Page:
The rest of the 1,100-square-foot Dior Homme boutique "multiplies dematerialization and reflection," as Slimane puts it, through more conventional strategies, primarily plays of black and white. Between the gleaming black Zimbabwe granite of the floor and the luminous white stretched canvas of the ceiling, clothing virtually seems to float. Graphic striped display walls combine alternating strips of black lacquer and shelving fronted in clear acrylic.
These display walls may look avant-garde, but their design sources could hardly be more traditional. On the most immediate level, the stripes pick up on one of Slimane's fashion signatures, a pleat derived from a cummerbund. On a more theoretical plane, he explains, "It's playing with perspective the same way that French 18th-century landscape painters did."
Landscape painting to LEDs—Beucler says he saw the project as a collection of "universes." To connect them stylistically and physically, Architecture & Associés's stairwell expresses the confrontation between the classic Dior heritage and the modern SANAA building. The walls of the stairwell bear traditional moldings, while pietra serena steps wrap around a seven-story glass tower punctuated at each landing by an up-lit acrylic display surface for assorted accessories.
The stair ascends from menswear in the basement, through the various women's departments, to an events and exhibition space on the fifth level and eventually to a roof terrace. This concrete-paved expanse is topped by an LED star, a contemporary version of Christian Dior's personal talisman. As fashion legend has it, he literally stumbled upon a carriage wheel's star-shape hubcap while walking down the Rue du Faubourg Saint-Honoré on April 18, 1946—the very day he first met his longtime financial backer, Marcel Boussac.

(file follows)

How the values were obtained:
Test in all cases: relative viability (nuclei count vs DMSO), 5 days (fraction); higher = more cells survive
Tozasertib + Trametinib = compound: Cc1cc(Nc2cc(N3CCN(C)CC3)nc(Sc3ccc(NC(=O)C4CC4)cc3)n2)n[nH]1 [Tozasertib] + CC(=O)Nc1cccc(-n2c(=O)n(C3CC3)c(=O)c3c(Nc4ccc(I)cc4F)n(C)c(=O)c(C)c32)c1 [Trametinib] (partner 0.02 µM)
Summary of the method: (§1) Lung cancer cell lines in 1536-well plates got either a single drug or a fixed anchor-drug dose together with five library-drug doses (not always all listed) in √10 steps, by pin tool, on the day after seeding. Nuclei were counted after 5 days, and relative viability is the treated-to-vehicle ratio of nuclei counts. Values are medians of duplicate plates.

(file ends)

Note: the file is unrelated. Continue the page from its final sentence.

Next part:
Japan's first Dior Boutique, a Tokyo building by SANAA, is sheathed in glass panels over thermoformed acrylic. Just visible through this double skin is an interior by Architecture & Associés.
Lacquered strips and acrylic-fronted shelving compose display walls at Dior Homme.
In perfume and cosmetics, Hedi Slimane designed rotating makeup-display fixtures.
Segments of polished stainless steel ring the acid-etched glass enclosure of the department's facial room.
Polished stainless also appears in the form of a stationary makeup display.
Lacquer coats the walls and built-in table of a skin-care booth.
The perfume and cosmetics department's testing table stands beneath a polished-stainless fluorescent ceiling fixture. It was inspired both by contemporary operating rooms and by 19th-century compound lenses that physicist Augustin-Jean Fresnel developed for lighthouses.
An advertising image, projected and reflected, defines the menswear boutique's entry corridor.
The stairwell combines Parisian wall paneling and a Tokyo-style glass display tower.
Dividing the two rooms of the accessories department, a screen of LED strips cycles through fashion-show footage.
Women's ready-to-wear features the nickel-plated display fixtures that Peter Marino + Associates Architects developed for the Paris boutique.
Enclosures for mechanicals and the stairwell interrupt the roof's concrete paving; the star was a Christian Dior talisman.
In Dior Homme, apertures framed in lacquer and polished stainless are fitted with sensors that set off music and light when a shopper sits in them.
Polished-stainless and backlit-acrylic benches and hanging fixtures complete the display vocabulary at Dior Homme. Flooring is Zimbabwe granite; the walls are lacquered.